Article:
It may be difficult to imagine that an app can do anything to help as you stare at the ceiling waiting for this melatonin to kick in, but perhaps you’re out of other options. If you have tried everything else, it is probably worth a shot.
I spent a few nights analyzing three of the most prominent sleep assistant programs. You’ll get no promises that they’ll help you since everybody has different sleep issues. There are also legitimate privacy concerns at play , and that I wouldn’t blame you if you stayed away on that basis alone.
Anyone who does about 30 seconds of research into sleep programs will happen across Calm. It’s among the more well-known cases, with an exceptional rating and a big ol’ Editor’s Choice badge on the iOS App Store. The first two items you need to understand concerning Calm are that it’s concentrated on overall mental wellbeing rather than just sleep, and it is going to cost you.
Calm is basically a music and audio short story app which also monitors your mood and provides things like breathing stretches and exercises. You are able to set up mindfulness and bedtime reminders, as well as request the app to check in on your mood once a day. Use it and its own stat tracking will provide you some notion of the way you have been generally feeling more than time.
There is a week-long free trial, but then, it is $70 each year. You read that right: Seventy dollars. For a mobile program.
That money does not come with perks, obviously. Calm’s sound selection features exclusive ambient noise tracks and hour-long musical collections to listen to at night.
It looked like a clear option. In the end, his buttery Texas drawl is the stuff of legend, and if he can’t get me to sleep, nobody could. Unfortunately, I can’t say that it functioned; it left for pleasant white sound as I dozed off, but the half-hour story didn’t get me to sleep any quicker than a free podcast could.
To get the most out of Calm, you’ll need to make the most of this meditation side of it, also. The sleep-deprived will find audio meditation tracks to help them get to sleep, which can be anywhere from five minutes to almost an hour in length. Calm is rich in features and includes slick presentation, but it’s difficult to shake the impression that ambient music, sleep podcasts, and breathing exercises are all things you may find for free online.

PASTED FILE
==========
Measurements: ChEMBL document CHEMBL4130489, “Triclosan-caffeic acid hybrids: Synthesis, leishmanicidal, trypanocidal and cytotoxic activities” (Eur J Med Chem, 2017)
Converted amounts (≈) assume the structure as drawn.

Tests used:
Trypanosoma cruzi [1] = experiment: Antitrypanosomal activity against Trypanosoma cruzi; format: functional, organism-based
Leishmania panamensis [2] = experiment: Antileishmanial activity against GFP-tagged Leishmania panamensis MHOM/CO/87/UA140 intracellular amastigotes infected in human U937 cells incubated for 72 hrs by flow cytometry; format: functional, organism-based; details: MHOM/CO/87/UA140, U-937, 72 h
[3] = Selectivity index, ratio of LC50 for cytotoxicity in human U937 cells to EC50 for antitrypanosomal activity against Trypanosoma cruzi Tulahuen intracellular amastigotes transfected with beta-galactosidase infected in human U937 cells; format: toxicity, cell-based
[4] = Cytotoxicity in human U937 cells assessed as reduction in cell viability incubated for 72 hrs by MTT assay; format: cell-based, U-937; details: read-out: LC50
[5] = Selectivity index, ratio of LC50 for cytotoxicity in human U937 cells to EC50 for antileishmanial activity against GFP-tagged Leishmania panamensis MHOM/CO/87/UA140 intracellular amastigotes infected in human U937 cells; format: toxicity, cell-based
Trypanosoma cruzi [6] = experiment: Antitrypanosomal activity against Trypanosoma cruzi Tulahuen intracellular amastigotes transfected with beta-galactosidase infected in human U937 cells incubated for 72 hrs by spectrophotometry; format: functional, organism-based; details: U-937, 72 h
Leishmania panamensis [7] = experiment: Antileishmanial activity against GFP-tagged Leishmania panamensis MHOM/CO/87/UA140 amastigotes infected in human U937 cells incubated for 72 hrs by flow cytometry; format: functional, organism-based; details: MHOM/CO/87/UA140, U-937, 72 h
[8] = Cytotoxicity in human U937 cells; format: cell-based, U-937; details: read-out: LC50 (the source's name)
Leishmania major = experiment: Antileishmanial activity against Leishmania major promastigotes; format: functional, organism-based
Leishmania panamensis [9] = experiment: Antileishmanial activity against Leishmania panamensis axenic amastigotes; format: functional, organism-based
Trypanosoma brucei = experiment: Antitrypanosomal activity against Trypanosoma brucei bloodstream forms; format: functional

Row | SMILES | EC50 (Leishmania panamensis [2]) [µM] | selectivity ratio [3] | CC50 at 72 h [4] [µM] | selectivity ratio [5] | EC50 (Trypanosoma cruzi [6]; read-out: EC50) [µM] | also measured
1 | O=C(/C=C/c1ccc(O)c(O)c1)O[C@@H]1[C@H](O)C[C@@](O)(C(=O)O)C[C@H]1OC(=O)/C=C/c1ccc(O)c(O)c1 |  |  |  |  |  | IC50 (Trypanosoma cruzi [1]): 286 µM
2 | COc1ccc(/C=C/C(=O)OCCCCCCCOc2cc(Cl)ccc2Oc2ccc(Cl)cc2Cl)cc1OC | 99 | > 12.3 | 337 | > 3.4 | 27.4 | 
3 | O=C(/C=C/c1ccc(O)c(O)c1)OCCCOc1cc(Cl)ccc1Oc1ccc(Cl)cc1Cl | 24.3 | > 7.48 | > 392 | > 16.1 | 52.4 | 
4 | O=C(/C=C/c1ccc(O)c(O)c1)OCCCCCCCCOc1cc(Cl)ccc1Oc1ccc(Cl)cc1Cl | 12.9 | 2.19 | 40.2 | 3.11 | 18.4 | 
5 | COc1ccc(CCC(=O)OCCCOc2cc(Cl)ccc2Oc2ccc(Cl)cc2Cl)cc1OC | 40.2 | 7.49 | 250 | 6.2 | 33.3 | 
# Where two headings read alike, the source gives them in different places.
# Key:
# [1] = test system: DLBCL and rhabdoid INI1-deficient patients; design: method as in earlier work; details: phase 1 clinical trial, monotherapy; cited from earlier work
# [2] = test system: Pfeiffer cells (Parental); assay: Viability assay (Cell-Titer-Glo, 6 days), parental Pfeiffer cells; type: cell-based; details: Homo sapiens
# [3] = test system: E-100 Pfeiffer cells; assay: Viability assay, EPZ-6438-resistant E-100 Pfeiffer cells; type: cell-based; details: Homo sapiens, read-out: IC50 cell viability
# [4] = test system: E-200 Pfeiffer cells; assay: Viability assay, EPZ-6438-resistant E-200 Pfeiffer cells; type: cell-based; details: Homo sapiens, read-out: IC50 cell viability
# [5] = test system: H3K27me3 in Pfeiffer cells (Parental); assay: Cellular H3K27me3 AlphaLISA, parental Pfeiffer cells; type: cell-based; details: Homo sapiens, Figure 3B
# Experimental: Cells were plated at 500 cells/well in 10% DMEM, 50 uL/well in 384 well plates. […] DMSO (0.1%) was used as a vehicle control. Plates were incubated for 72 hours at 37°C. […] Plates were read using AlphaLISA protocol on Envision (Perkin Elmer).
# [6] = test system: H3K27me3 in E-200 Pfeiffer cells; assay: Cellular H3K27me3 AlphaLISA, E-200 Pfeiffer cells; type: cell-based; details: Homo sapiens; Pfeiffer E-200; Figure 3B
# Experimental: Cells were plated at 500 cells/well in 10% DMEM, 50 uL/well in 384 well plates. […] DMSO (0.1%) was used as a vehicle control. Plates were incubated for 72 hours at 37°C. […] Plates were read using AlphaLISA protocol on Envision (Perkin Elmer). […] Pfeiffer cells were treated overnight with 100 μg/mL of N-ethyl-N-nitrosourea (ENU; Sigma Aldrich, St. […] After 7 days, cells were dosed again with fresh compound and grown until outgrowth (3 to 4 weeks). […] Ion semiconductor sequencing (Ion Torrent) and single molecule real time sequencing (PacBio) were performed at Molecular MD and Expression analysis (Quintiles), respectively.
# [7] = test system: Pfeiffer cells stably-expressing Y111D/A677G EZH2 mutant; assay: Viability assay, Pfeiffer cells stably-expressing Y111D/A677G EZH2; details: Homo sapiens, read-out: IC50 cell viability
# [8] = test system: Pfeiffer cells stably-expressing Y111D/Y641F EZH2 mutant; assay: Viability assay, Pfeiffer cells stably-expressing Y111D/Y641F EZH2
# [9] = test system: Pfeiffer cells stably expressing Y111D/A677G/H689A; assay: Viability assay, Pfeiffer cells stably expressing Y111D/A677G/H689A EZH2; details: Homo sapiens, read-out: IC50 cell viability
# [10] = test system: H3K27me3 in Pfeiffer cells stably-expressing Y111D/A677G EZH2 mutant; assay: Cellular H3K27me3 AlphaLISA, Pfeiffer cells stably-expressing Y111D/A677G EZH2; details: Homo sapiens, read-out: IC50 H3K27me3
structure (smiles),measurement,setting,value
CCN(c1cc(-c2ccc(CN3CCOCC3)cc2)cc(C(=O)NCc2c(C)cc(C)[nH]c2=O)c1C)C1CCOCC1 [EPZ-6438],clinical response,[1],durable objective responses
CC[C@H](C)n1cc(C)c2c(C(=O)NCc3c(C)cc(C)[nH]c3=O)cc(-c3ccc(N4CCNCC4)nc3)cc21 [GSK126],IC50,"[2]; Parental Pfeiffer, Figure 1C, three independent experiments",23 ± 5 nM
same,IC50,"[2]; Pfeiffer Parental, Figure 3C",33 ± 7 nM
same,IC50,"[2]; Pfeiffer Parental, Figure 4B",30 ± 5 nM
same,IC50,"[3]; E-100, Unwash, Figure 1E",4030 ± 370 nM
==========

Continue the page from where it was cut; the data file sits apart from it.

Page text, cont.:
But hey, if you are into the notion of a well-constructed wrapper for all those things, Calm offers a free trial you should check out.
The world of sleep apps, so much as I can tell, focuses pretty heavily on audio. Perhaps some light piano, nature sounds, or even a bedtime story will discharge you in the clutches of your nervous thoughts long enough to get to sleep. Sleep Cycle, yet another highlighted selection on the App Store, carries a more unique (and potentially concerning) approach.
You see, Sleep Cycle includes a distinctive sleep tracking mechanism involving your telephone’s microphone. You are supposed to open the program, set your phone down on a nightstand with the mic , and keep it going through the night. The mic allegedly picks up on your movements throughout the night while ignoring other sounds.
The idea here is not just to create a graph to explain to you the way you are sleeping, but to detect if you are in a country of”light sleep” so it can play a soft, calming alarm and make sure to feel nice when you awaken. The”intelligent” alarm clock will just go off in an opportune moment rather than unpleasantly jolting you out of a heavy sleep.
The other nice thing about Sleep Cycle is that you can utilize its sleep monitoring and smart alarm attributes without opening up your wallet. You must definitely be skeptical of an app that should listen for you for several hours at one time, but I can not discount the allure of Sleep Cycle.
Headspace is another highly rated, most popular meditation app with a bunch of sleep-specific exercises, exactly like Calm. Another way it looks like Calm is the pricing, as the free trial front gives way to some $70 per year subscription to get all of that sleep assistant sweetness.
Education and flexibility are two of the greater aspects of Headspace. Regarding the first point, Headspace would like to teach you just how to meditate up front with a short, 10-part course that ideally opens the doorway to the remainder of its offerings. These include a 30-day sleep coaching class with the stated aim of gradually reevaluating your connection to sleep.
If you don’t need to bother with that, you can jump right into its audio selection, which is pretty similar to Calm’s. There are brief”wind-down” meditations to hear as you attempt to sleep, in addition to longer white or musical noise tracks. One thing I especially liked about Headspace is that the aforementioned flexibility; many of these meditations let you decide how long they survive, and that means that you may elect for two, five, or 10 minutes, or even in some instances even longer.
You also get to sometimes choose between generic female and male voices, if one is more reassuring for you than another. It is a little heftier on the celebrity content compared to Calm, though there’s an NBA-branded wellness app in there at this time. A couple of other fun things for sleep assistance include eight-hour radio mixes and an”I’m too tired, just play something random” button.
It’s a bit more colorful and cleaner compared to Calm, but you’re still potentially paying $70 for items you could seek out on your own. What Headspace offers is structure, and also the structure it provides is adapting and useful.
We hope one of these apps is able to help you sleep, particularly during a time of pandemic-fueled stress. Whether you discover solace in a short story read by one of those stars of Magic Mike or a program that listens because you toss and turn in bed, quality sleep from any source is much more important today than ever. Go out and catch some Z’s, folks.